Roullete (also known as Roulette) is a casino game of chance that has offered glamour, mystery and excitement to casino-goers since the 17th century. Despite its seeming simplicity, it offers an surprisingly deep level of strategy for serious betters and can deliver high payouts.
The standard Roulette table is 4 by 8 feet and seats up to 7 players at a time. Dual tables are available, which allow two groups of players to play simultaneously. Players wager with Roulette chips, which are different in color to differentiate between bettors. They have no value outside of the table, and are exchanged for normal casino chips when you cash out.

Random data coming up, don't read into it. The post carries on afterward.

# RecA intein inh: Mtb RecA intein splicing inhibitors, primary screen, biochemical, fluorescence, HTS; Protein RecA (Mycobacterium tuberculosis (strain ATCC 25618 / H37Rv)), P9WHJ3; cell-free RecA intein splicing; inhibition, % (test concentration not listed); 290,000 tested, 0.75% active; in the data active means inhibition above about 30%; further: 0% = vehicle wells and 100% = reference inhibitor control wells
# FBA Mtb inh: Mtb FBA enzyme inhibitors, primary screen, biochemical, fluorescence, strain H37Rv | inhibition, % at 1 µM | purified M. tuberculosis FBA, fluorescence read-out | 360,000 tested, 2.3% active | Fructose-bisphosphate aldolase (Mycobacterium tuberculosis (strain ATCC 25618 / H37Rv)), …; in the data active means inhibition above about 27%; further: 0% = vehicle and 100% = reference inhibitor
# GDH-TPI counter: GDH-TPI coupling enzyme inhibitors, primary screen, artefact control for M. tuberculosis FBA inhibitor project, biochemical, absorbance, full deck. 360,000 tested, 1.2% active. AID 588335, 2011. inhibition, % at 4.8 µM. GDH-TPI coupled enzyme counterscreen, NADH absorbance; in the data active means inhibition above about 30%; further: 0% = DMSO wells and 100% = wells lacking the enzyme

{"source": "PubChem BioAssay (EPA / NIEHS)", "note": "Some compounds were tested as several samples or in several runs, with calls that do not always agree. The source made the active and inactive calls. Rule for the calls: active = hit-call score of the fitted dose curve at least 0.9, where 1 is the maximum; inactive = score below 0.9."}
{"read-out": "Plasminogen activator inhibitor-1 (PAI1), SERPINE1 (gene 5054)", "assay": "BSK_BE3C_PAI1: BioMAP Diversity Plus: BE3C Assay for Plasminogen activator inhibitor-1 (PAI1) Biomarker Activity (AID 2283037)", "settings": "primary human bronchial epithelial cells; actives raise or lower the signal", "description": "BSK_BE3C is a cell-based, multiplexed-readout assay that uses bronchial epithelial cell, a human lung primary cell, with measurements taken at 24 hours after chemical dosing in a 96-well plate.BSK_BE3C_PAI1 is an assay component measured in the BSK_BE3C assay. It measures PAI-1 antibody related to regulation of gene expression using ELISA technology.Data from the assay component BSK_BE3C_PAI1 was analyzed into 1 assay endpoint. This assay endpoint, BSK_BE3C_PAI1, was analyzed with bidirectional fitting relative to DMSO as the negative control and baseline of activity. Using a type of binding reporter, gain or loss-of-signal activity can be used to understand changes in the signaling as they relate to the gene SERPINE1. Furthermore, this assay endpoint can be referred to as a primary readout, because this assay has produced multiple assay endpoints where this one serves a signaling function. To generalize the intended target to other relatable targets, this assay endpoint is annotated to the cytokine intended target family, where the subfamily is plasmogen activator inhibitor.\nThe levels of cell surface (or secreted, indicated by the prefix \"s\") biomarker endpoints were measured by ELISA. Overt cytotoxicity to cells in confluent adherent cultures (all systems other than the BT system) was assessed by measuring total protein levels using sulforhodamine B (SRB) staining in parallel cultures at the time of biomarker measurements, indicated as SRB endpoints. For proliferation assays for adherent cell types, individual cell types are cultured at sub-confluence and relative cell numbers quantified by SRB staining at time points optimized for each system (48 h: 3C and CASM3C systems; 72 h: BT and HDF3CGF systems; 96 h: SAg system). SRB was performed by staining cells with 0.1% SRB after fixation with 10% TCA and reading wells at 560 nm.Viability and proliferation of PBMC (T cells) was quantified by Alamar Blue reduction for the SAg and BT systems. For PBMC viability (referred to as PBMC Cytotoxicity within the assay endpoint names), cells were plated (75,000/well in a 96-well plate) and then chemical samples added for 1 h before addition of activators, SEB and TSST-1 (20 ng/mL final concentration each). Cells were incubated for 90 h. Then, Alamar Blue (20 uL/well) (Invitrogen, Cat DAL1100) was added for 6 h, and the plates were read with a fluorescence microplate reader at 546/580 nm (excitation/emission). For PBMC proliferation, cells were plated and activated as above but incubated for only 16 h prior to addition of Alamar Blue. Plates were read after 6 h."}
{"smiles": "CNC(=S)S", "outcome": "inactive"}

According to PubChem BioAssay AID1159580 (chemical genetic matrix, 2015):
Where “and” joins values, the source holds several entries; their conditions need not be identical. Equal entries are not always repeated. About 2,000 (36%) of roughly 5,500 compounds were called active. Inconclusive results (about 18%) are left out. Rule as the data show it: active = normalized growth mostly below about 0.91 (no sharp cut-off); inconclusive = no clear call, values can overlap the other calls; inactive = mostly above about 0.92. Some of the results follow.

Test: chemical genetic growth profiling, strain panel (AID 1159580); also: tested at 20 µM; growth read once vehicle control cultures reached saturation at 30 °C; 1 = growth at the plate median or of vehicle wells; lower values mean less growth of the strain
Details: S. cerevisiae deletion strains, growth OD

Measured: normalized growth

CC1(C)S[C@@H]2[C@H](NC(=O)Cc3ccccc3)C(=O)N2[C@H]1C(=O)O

A Roulette wheel is a solid, slightly convex disk with a number of metal partitions or frets around its circumference. The compartments, which are painted alternately red and black (or green on American-style wheels) and numbered nonconsecutively from 1 to 36, spin smoothly on a perfectly balanced metal spindle.
When a bet wins, the dealer clears all losing bets from the table and pays out the winners. Then the new betting begins. Before the dealer can pay out winning bets, however, they must verify that all of a player’s chips are on the winning number by looking for a marker or a “buck” sitting on the table that marks which number was hit on the last decision.